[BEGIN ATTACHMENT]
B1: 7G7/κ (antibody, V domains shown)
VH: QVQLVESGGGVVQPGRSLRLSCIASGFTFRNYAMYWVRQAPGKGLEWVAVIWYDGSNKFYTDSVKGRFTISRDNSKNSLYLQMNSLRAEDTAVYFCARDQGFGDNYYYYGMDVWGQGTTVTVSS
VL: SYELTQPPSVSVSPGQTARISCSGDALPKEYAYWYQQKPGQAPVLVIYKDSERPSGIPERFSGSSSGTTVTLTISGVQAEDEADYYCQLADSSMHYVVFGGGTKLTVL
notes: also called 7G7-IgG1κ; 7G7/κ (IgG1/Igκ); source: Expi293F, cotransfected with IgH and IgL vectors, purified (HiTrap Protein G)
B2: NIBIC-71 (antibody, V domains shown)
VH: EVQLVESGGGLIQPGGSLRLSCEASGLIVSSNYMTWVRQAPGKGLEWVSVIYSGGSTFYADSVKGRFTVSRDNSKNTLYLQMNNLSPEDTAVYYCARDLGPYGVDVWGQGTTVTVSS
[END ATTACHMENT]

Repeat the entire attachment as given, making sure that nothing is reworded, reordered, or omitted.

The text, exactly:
B1: 7G7/κ (antibody, V domains shown)
VH: QVQLVESGGGVVQPGRSLRLSCIASGFTFRNYAMYWVRQAPGKGLEWVAVIWYDGSNKFYTDSVKGRFTISRDNSKNSLYLQMNSLRAEDTAVYFCARDQGFGDNYYYYGMDVWGQGTTVTVSS
VL: SYELTQPPSVSVSPGQTARISCSGDALPKEYAYWYQQKPGQAPVLVIYKDSERPSGIPERFSGSSSGTTVTLTISGVQAEDEADYYCQLADSSMHYVVFGGGTKLTVL
notes: also called 7G7-IgG1κ; 7G7/κ (IgG1/Igκ); source: Expi293F, cotransfected with IgH and IgL vectors, purified (HiTrap Protein G)
B2: NIBIC-71 (antibody, V domains shown)
VH: EVQLVESGGGLIQPGGSLRLSCEASGLIVSSNYMTWVRQAPGKGLEWVSVIYSGGSTFYADSVKGRFTVSRDNSKNTLYLQMNNLSPEDTAVYYCARDLGPYGVDVWGQGTTVTVSS